The U.S. Navy will name its fourth Expeditionary Sea Base (ESB) class ship as USS John L. Canley (ESB 6) in honor of Medal of Honor Recipient Marine Corps Sergeant Major (Retired) John L. Canley.
The naming of the vessel was announced by Secretary of the Navy (SECNAV) Kenneth J. Braithwaite on Nov. 10.
“To honor the remarkable Vietnam generation on this 245th birthday of the United States Marine Corps, ESB-6 will be named USS John L. Canley to honor a man who has exemplified all that has made our service strong, and our Nation thrive,” said Braithwaite. “Then-Gunnery Sergeant Canley led his men through the Battle of Hue City, going above and beyond the call of duty as he carried wounded Marines to safety and drove the enemy from a fortified position. His courageous actions resulted in the award of the Medal of Honor, as well as the enduring gratitude of our Nation.”
Canley was awarded the nation’s highest honor 50 years after his actions serving as Company Gunnery Sergeant, Company A, First Battalion, First Marines, First Marine Division in the Republic of Vietnam from January 31 to February 6, 1968 during the Battle of Hue City.
While serving as Company Gunnery Sergeant, Canley fought off multiple enemy attacks as his company moved along a highway toward Hue City to relieve friendly forces who were surrounded. On several occasions, despite his own wounds, he rushed across fire-swept terrain to carry wounded Marines to safety.
When his commanding officer was severely wounded, he took command and led his company into Hue City. While in command of the company for three days, he led attacks against multiple enemy-fortified positions while exposing himself to enemy fire to carry wounded Marines to safety. On Feb. 6, at a hospital compound, he twice scaled a wall in full view of the enemy to aid wounded Marines and carry them to safety. Canley’s heroic actions saved the lives of his teammates.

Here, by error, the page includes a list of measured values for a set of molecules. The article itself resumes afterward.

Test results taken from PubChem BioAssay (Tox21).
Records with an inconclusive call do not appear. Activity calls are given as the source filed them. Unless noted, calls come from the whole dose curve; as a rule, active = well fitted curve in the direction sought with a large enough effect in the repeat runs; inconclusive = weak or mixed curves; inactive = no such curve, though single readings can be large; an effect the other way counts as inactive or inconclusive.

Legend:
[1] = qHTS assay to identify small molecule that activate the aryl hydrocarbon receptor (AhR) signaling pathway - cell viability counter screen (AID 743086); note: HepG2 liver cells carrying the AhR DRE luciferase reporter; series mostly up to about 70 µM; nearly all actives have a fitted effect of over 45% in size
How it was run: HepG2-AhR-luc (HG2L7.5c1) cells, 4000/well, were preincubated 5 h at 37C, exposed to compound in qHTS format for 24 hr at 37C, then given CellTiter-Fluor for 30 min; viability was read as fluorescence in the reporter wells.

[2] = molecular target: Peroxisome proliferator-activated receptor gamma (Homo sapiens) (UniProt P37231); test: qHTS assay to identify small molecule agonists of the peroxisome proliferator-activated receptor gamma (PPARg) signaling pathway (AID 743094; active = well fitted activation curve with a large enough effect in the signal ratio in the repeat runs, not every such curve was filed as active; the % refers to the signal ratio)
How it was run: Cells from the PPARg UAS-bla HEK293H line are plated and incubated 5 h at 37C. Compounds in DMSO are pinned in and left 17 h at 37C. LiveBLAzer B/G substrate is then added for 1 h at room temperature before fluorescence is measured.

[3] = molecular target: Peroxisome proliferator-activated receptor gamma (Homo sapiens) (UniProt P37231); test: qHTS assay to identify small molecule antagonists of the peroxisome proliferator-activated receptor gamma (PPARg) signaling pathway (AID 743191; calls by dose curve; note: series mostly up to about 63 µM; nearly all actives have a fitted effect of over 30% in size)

“Sgt. Maj. Canley embodies the spirit of honor, courage and commitment. Sgt. Maj. Canley represents a generation of Marines who have sacrificed and fought for our way of life. His actions in Vietnam forever changed the lives of so many Marines around him. His legacy will continue to live on,” said Gen. David H. Berger, Commandant of the Marine Corps.
Canley was originally awarded the Nation’s second highest honor, the Navy Cross, for his action during the Battle of Hue City, but this was upgraded to the Medal of Honor, which was presented October 17, 2018 during a ceremony at the White House.
His personal awards include a Bronze Star with combat “V,” Purple Heart, Navy and Marine Corps Commendation Medal with combat “V,” and the Combat Action Ribbon. Additional awards and decorations include four Presidential Unit Citations, seven Marine Corps Good Conduct Medals, two Marine Corps Expeditionary Medals, two National Defense Service Medals, the Armed Forces Expeditionary Medal, nine Vietnam Service Medals, two Republic of Vietnam Gallantry Crosses, the Korean Defense Service Medal, three Sea Service Deployment Ribbons, the Republic of Vietnam Meritorious Unit Citation, the United Nations Service Medal, the Republic of Vietnam Campaign Medal with 1960 Device, the Rifle Expert Badge (11th Award), and the Pistol Expert Badge (16th Award).